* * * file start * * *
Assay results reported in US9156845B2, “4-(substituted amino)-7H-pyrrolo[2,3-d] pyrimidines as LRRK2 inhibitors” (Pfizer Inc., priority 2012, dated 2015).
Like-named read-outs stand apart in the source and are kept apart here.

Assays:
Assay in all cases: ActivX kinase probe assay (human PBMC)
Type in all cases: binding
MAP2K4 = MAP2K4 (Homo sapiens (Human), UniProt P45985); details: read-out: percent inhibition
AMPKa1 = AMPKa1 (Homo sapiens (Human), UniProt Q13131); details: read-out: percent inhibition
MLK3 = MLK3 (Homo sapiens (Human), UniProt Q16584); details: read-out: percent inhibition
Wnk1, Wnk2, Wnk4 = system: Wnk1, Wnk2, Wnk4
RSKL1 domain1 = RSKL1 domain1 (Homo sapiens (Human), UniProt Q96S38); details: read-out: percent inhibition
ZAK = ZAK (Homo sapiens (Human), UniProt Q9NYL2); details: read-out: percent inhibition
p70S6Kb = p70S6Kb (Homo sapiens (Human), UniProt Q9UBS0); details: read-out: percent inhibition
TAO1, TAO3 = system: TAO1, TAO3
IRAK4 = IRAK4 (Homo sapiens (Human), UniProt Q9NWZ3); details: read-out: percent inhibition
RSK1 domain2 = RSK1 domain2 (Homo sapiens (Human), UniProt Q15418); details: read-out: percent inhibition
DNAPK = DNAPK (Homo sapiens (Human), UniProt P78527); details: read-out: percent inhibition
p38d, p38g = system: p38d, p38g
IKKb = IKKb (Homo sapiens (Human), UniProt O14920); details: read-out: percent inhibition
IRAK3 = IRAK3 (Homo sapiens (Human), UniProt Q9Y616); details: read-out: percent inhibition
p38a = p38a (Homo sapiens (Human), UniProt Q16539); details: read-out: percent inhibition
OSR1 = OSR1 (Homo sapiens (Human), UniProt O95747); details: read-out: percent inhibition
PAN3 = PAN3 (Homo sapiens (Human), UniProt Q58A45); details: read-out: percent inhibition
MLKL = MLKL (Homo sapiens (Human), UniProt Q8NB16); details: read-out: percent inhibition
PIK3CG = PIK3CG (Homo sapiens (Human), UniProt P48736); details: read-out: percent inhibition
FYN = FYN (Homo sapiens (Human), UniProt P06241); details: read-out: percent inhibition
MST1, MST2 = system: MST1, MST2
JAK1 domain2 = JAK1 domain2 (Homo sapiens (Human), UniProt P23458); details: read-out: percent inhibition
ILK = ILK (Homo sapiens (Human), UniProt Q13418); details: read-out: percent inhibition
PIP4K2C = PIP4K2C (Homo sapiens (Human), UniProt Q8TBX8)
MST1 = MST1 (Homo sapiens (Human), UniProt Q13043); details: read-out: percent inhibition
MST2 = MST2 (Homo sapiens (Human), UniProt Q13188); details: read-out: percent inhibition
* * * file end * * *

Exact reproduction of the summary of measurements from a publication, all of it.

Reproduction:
Assay results reported in US9156845B2, “4-(substituted amino)-7H-pyrrolo[2,3-d] pyrimidines as LRRK2 inhibitors” (Pfizer Inc., priority 2012, dated 2015).
Like-named read-outs stand apart in the source and are kept apart here.

Assays:
Assay in all cases: ActivX kinase probe assay (human PBMC)
Type in all cases: binding
MAP2K4 = MAP2K4 (Homo sapiens (Human), UniProt P45985); details: read-out: percent inhibition
AMPKa1 = AMPKa1 (Homo sapiens (Human), UniProt Q13131); details: read-out: percent inhibition
MLK3 = MLK3 (Homo sapiens (Human), UniProt Q16584); details: read-out: percent inhibition
Wnk1, Wnk2, Wnk4 = system: Wnk1, Wnk2, Wnk4
RSKL1 domain1 = RSKL1 domain1 (Homo sapiens (Human), UniProt Q96S38); details: read-out: percent inhibition
ZAK = ZAK (Homo sapiens (Human), UniProt Q9NYL2); details: read-out: percent inhibition
p70S6Kb = p70S6Kb (Homo sapiens (Human), UniProt Q9UBS0); details: read-out: percent inhibition
TAO1, TAO3 = system: TAO1, TAO3
IRAK4 = IRAK4 (Homo sapiens (Human), UniProt Q9NWZ3); details: read-out: percent inhibition
RSK1 domain2 = RSK1 domain2 (Homo sapiens (Human), UniProt Q15418); details: read-out: percent inhibition
DNAPK = DNAPK (Homo sapiens (Human), UniProt P78527); details: read-out: percent inhibition
p38d, p38g = system: p38d, p38g
IKKb = IKKb (Homo sapiens (Human), UniProt O14920); details: read-out: percent inhibition
IRAK3 = IRAK3 (Homo sapiens (Human), UniProt Q9Y616); details: read-out: percent inhibition
p38a = p38a (Homo sapiens (Human), UniProt Q16539); details: read-out: percent inhibition
OSR1 = OSR1 (Homo sapiens (Human), UniProt O95747); details: read-out: percent inhibition
PAN3 = PAN3 (Homo sapiens (Human), UniProt Q58A45); details: read-out: percent inhibition
MLKL = MLKL (Homo sapiens (Human), UniProt Q8NB16); details: read-out: percent inhibition
PIK3CG = PIK3CG (Homo sapiens (Human), UniProt P48736); details: read-out: percent inhibition
FYN = FYN (Homo sapiens (Human), UniProt P06241); details: read-out: percent inhibition
MST1, MST2 = system: MST1, MST2
JAK1 domain2 = JAK1 domain2 (Homo sapiens (Human), UniProt P23458); details: read-out: percent inhibition
ILK = ILK (Homo sapiens (Human), UniProt Q13418); details: read-out: percent inhibition
PIP4K2C = PIP4K2C (Homo sapiens (Human), UniProt Q8TBX8)
MST1 = MST1 (Homo sapiens (Human), UniProt Q13043); details: read-out: percent inhibition
MST2 = MST2 (Homo sapiens (Human), UniProt Q13188); details: read-out: percent inhibition